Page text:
Inoussa Maïga | January 20, 2014
She has dreamed about it for years, and now it is a reality. Kayentié Ido now farms her own land in the village of Niessan, in central western Burkina Faso. A few months ago, she gained ownership of her two hectares of land. In an unprecedented move, she was given outright ownership of the land by her husband, David Tamain Nignan.
Mrs. Ido, in her forties, is the spokesperson for the women of Niessan. Like most women in her village, she used to be able to grow vegetables only in her husband’s field.
But this did not satisfy her. Mrs. Ido explains: “The world has changed … small plots are not enough for women. By having their own land, women can help their men with the family’s needs, and with the children’s education.”
Fortunately for Burkina women, a 2009 law recognizes their right to land as being equal to men. Pierre Ouedraogo is the Executive Secretary of Groupe de recherche et d’action sur le foncier, or GRAF, a land rights organization. He says: “There is a long way between a law being passed and it being applied. In the countryside, is it possible for very conservative minds to accept such a change, especially on the controversial, even taboo, issue of rural women’s access to land?”
To investigate whether people would accept the change, GRAF initiated a pilot project in two villages, Niessan and Panassin, in collaboration with the town of Cassou. The project surveyed those recognized as landowners by local customs in the two villages. It also aimed to raise awareness about the new law and to negotiate the temporary or permanent transfer of land to women who want it.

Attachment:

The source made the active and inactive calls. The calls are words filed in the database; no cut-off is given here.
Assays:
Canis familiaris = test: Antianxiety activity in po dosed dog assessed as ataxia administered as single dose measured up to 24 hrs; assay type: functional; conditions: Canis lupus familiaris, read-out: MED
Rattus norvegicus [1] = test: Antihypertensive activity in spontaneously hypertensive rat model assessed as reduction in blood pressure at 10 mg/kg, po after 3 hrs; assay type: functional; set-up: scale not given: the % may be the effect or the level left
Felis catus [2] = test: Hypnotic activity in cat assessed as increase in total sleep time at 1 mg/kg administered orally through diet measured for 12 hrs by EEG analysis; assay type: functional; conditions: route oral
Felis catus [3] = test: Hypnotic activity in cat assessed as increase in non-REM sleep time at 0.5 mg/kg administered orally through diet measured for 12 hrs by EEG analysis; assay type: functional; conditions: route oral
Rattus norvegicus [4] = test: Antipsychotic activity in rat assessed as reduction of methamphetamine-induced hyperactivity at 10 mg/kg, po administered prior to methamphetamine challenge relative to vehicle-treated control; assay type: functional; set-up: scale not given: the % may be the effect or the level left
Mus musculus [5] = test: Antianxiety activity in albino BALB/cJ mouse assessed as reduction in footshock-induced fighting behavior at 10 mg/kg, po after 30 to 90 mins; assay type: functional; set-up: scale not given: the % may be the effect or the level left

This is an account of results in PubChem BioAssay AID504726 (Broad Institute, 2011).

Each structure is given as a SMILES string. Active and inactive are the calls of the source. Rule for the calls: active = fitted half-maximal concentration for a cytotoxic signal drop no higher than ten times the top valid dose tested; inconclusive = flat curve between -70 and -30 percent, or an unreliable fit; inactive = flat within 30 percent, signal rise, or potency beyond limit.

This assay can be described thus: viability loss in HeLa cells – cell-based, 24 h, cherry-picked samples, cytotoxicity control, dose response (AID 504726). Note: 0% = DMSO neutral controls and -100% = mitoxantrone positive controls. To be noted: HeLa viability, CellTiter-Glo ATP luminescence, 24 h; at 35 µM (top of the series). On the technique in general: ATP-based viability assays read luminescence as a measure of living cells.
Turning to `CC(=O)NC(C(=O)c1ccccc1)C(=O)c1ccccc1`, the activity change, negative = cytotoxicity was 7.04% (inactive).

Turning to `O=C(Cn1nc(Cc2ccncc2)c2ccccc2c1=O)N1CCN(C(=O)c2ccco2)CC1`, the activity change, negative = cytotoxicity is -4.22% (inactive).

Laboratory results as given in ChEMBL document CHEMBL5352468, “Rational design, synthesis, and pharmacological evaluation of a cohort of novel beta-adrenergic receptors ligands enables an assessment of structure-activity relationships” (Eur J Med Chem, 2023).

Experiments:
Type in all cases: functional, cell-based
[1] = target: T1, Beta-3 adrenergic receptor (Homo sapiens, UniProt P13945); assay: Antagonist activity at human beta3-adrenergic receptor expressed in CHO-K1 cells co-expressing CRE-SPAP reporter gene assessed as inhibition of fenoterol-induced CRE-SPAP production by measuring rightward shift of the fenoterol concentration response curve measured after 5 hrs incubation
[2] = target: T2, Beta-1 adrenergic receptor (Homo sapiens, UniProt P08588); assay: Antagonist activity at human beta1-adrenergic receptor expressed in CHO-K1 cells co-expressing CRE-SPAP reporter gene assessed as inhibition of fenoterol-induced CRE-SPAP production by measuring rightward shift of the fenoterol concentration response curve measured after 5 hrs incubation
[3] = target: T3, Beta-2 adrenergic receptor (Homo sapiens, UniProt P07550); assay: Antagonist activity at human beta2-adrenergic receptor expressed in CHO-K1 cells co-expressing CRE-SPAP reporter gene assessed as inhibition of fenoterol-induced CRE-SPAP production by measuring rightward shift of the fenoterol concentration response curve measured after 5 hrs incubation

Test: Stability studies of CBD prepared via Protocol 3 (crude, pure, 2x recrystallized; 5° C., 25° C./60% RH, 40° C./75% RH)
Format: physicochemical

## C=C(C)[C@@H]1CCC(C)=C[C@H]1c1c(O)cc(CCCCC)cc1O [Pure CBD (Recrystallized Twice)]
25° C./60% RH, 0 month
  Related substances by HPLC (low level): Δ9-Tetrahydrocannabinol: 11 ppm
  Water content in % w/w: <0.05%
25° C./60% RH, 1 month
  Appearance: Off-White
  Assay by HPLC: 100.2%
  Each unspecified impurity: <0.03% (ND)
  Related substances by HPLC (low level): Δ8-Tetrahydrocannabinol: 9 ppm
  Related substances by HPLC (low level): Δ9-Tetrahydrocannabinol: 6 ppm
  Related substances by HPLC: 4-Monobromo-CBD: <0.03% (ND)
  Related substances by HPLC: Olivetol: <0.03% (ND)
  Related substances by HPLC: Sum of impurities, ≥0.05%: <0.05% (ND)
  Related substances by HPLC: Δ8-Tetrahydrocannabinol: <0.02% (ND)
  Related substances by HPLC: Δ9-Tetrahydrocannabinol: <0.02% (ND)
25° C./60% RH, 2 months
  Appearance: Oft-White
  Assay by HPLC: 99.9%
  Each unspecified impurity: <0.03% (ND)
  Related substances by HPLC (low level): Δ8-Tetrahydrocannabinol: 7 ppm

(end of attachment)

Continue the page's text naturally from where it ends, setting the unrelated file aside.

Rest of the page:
Fatoumata Tall is a lawyer and a member of the project’s negotiating team. She says: “Firstly, we involved ourselves with activities which informed villagers about both the law and the project, and then we worked with men and women separately, to see how women would be able to obtain land.”
The seventy customary land owners who were surveyed agreed to permanently transfer parcels of land ranging from one to more than five hectares to 164 women – their wives, sisters, daughters and daughters-in-law. These women are now waiting for their certificates of land ownership to be issued by the Land Agency in Cassou.
Although reluctant at first, some of the men are already looking forward to changes for the better. Babou Nignan is a farmer from Niessan. He says: “Since I gave two hectares to each of my two wives, I find they leave for the field earlier than before.” He is now convinced that the family will benefit financially when his wives have their own land. He explains, “One of my wives has already sold two bags of groundnuts for 30,000 Central African francs [$62 US].”
Some men had argued that women would not be able to cultivate large areas, and therefore there was no need to give them land. But, determined to prove their husbands wrong, some women even went to work in nearby logging camps to earn a little money to help them better manage their fields.
Mrs. Ido says, “Today we want to show the men that the land that we have demanded can be really productive.”